Climatic changes during the Late Pleistocene had major impacts on the populations of many plant and animal species. During this period, humans and large mammals, e.g. brown bear and moose, were subject to analogous phylogeographic pressures and were linked by important ecological processes. However, evidence of human dispersal in northern Eurasia during the Late Pleistocene is scarce. Analysis of large mammals therefore has the potential to shed light on the population processes of humans during this period. We address several unresolved issues regarding the Late Pleistocene demography of brown bears: (a) the putative locations of refugia; (b) the direction of migrations across Eurasia and into North America; and (c) parallels with other mammals, including humans. We present results based on more than 200 complete mitochondrial genome sequences from Eurasian and North-American brown bears. Bayesian phylogenetic analysis revealed that most individuals belong to a very large Holarctic clade. The MRCA of this clade lived ca 40 thousand years ago, most likely in the Altai-Sayan area, a known Late Pleistocene refugium in Asia. We propose several migration scenarios for bears and suggest that brown bears and humans underwent a series of parallel migrations in Eurasia and to North America during the Late Pleistocene. Moreover, both species exhibited a demographic standstill in Beringia before colonizing North America. Synchrony in the timing of past migrations and standstill implies that the ecology of large mammals includes key limiting factors that can enhance our understanding of ancient human movements and on large carnivore conservation.Saarma et al., Parallel migrations in brown bears and humans within Eurasia and into North America during the Late Pleistocene, ConGenomics 2016 abstract.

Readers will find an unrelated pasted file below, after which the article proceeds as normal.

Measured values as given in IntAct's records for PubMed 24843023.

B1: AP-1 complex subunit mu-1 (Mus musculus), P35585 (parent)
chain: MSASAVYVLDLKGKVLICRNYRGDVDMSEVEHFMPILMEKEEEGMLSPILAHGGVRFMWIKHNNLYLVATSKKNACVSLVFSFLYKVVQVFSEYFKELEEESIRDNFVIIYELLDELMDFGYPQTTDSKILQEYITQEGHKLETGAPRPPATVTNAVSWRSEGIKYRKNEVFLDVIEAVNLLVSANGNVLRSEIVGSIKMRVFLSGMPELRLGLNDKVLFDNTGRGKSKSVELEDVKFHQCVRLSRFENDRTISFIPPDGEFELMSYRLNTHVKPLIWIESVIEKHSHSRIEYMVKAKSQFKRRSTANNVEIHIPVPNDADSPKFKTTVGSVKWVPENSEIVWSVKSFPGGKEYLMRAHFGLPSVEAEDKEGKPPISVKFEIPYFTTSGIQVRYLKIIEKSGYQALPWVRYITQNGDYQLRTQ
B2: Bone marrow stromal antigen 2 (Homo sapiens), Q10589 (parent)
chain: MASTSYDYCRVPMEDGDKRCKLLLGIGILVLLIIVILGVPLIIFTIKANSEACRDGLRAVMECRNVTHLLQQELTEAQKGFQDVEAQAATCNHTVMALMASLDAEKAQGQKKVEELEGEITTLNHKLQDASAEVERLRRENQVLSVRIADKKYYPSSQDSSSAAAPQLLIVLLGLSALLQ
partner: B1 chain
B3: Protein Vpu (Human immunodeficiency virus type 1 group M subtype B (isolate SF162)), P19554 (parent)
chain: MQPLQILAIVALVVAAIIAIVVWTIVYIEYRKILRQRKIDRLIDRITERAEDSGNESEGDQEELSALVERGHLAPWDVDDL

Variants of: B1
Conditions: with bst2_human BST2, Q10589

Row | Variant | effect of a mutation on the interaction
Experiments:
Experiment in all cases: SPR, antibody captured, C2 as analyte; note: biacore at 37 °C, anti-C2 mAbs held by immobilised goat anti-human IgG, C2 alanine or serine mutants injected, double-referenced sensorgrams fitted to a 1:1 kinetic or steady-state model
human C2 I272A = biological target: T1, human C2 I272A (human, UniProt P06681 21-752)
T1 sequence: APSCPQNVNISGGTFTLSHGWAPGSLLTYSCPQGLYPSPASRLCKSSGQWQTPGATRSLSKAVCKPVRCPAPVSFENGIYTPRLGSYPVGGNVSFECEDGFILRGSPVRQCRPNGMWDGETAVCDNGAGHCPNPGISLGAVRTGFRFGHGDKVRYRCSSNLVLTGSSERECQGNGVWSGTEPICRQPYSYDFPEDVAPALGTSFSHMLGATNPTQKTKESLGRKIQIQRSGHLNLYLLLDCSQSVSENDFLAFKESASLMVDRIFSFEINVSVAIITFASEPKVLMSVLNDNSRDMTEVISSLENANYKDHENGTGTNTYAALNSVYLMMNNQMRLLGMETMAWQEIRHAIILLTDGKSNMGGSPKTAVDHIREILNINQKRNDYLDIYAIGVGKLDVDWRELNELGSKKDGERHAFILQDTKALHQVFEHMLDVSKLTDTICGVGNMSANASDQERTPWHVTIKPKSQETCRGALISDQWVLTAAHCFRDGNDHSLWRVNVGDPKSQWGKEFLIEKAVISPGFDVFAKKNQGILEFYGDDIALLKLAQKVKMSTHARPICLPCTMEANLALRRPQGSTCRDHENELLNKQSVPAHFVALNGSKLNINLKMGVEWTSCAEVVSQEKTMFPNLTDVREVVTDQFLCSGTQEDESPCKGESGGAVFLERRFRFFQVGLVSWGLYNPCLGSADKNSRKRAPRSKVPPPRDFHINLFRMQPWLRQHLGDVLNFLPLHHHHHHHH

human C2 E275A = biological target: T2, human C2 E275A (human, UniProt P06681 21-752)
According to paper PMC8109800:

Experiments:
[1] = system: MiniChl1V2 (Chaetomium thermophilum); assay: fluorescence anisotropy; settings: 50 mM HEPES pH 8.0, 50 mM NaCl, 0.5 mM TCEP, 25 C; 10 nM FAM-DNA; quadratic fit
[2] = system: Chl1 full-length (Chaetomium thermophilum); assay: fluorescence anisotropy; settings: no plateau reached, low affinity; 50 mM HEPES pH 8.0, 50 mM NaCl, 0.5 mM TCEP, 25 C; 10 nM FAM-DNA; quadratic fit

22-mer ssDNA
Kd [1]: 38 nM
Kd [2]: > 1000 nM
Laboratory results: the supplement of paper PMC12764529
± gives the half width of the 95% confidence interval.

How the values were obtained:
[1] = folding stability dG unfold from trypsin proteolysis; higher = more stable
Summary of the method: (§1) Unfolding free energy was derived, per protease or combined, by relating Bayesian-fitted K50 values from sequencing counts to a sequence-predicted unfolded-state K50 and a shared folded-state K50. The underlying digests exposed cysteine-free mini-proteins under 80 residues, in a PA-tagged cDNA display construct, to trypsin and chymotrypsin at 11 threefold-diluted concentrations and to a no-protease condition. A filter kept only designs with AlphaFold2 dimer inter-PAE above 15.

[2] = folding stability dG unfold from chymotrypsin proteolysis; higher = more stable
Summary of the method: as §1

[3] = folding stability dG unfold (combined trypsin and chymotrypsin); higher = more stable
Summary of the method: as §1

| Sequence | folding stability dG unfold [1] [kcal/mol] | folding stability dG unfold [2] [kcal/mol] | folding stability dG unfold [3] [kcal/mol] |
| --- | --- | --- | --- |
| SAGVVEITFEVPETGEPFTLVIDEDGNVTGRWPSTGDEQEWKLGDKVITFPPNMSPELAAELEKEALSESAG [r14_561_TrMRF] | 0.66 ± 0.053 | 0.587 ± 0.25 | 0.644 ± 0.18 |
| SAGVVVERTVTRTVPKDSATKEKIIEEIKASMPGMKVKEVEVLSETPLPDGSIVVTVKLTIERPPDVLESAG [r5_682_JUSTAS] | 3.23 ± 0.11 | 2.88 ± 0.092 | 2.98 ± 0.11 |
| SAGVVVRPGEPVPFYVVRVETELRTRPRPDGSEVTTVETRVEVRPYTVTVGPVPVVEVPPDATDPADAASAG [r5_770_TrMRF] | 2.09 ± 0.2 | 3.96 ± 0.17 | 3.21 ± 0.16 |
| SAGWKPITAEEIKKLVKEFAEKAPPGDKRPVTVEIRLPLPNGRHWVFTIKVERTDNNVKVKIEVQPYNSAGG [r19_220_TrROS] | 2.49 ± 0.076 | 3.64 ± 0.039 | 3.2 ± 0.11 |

Sunday, May 22, 2016
Parallel migrations in brown bears and humans within Eurasia
If, as per the abstract below, a major part of the Native American gene pool derives from the Altai-Sayan refugium, then it's likely to be the Ancient North Eurasian (ANE) part, rather than the East Asian part. So I'd say that for now the Altai-Sayan region looks like a pretty good option for the homeland of the ANE people (aka Mal'ta cluster).